It’s really about the fact they are old – no one likes old things in the USA – and that by today’s standards they are a bit ugly and don’t have the capacity for 20 lanes.
The cost goes up, way up, because (in ranked order IMO):
“Last and certainly least, the bridge needs to survive an earthquake that likely will never occur in our lifetimes…“
I hope an earthquake doesn’t occur in our lifetimes, but I wouldn’t count on it. My family lived in Valdez, AK during the 1964 “Great Alaska” (Good Friday) earthquake. I shudder to think what an earthquake of that magnitude (9.2) would do to our region. I was only nine years old, but I still have terrifying memories of that day.
Fortunately, most of our commercial and residential buildings were one or two-story wooden structures. The few cinder block buildings we had largely collapsed. I don’t think we had any brick buildings. Many of the people in Valdez who died that day were on our docks, which were destroyed by a tsunami. At least people in Portland won’t have to worry about that…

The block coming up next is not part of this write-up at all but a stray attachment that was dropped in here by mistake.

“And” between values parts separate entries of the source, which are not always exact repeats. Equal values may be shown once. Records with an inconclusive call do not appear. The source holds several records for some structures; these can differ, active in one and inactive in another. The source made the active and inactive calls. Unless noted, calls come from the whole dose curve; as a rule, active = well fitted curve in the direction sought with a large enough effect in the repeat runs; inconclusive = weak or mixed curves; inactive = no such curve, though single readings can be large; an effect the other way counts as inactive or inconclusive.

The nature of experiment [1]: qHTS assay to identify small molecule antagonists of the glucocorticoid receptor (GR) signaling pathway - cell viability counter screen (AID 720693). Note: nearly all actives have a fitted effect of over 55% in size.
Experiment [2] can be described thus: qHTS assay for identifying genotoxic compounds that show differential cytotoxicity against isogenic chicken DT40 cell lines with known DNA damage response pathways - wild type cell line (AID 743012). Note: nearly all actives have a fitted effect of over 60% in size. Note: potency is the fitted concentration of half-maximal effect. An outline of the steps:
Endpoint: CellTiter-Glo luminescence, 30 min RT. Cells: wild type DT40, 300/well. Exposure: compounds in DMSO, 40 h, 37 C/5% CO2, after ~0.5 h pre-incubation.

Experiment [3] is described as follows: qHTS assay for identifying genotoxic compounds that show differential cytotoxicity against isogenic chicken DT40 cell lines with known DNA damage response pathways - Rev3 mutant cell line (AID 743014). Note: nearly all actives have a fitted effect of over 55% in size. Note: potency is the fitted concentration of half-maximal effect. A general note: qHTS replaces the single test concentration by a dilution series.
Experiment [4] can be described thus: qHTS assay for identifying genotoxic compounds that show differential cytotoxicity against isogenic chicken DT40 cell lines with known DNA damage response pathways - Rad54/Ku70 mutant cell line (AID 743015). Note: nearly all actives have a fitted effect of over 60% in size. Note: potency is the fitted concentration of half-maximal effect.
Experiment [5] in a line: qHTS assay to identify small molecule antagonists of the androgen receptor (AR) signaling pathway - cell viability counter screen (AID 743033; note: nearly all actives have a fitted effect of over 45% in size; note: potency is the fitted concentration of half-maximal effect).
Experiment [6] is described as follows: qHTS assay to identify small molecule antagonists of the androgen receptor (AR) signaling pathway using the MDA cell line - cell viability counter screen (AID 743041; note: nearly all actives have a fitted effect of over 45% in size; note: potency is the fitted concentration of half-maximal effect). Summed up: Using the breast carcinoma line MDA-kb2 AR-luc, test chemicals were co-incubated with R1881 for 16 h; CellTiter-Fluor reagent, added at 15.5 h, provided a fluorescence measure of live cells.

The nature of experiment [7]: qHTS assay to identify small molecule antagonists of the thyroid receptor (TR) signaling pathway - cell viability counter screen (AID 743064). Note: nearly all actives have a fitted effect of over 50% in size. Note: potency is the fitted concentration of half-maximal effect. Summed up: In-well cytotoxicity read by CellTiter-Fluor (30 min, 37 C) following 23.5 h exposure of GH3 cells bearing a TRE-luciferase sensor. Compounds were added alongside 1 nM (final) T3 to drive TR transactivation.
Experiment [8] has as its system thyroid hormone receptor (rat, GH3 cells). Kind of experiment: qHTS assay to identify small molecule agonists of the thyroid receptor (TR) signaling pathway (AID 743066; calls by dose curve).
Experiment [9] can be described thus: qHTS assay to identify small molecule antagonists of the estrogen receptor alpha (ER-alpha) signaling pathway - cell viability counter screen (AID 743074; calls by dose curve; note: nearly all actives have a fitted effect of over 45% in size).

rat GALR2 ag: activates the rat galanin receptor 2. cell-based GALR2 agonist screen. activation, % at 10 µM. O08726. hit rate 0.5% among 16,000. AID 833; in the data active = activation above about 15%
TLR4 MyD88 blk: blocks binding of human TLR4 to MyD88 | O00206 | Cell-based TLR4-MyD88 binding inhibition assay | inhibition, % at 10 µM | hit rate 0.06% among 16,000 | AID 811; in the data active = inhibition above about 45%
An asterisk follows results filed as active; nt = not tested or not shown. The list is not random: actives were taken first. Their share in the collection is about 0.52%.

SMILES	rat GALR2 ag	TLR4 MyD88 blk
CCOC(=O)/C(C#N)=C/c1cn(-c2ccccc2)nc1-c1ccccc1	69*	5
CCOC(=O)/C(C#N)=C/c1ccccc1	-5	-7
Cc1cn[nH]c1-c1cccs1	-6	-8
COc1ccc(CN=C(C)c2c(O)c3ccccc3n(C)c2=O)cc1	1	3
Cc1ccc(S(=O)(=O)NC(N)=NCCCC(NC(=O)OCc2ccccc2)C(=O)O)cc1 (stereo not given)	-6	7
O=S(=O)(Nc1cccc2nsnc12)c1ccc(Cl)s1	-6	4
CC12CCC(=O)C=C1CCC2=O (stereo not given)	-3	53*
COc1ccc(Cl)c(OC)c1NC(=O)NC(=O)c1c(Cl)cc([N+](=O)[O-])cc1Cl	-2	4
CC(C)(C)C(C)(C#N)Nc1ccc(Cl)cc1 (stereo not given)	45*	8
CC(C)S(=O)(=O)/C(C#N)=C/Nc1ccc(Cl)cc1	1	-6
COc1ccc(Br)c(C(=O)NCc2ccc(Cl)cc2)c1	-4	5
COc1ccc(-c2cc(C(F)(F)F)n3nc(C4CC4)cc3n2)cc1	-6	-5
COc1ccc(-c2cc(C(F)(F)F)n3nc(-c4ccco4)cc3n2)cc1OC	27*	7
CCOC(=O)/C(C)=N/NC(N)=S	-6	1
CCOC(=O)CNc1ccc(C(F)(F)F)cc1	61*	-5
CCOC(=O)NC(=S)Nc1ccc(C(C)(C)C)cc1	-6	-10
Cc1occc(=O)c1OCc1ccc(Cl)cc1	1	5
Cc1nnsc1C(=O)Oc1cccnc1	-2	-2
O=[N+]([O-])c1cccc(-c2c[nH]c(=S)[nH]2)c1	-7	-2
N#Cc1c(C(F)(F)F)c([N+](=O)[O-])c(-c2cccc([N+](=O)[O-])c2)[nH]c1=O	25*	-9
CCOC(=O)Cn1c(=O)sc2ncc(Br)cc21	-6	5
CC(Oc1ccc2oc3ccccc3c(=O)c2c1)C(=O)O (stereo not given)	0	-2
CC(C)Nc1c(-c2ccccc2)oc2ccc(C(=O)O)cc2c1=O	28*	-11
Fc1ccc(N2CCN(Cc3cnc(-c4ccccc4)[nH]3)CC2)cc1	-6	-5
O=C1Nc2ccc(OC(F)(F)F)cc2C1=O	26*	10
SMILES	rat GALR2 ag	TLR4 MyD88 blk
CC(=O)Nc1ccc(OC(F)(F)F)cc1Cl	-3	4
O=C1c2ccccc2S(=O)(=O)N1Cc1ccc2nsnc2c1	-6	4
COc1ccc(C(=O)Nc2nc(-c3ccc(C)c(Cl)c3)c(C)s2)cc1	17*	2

If interested, you can see some of the ‘after’ views of the Valdez townsite in this small collection of photos I took when I was there last August during a family remembrance trip. I added personal commentary to many of the photos.
“No one is happy” is the refuge of scoundrels. It means you’re doing something fundamentally wrong.
It’s really the way decision-makers talk themselves into something that has huge problems.
It’s like the opposite of Pareto optimality – “How can we make everyone worse off?”
Either we care about climate, or we don’t. This project is clearly the latter.
The main ones who are happy are the contractors who will make billions, paid for by taxpayers outside the region, and those who profit off of climate extremes – air conditioner salespeople, hospitals, etc.
Lynn Peterson’s “where everybody could compromise” is a really telling frame of who “everybody” is in her mind.
It doesn’t include:
Her “everybody” is “everybody who might get me elected governor one day.”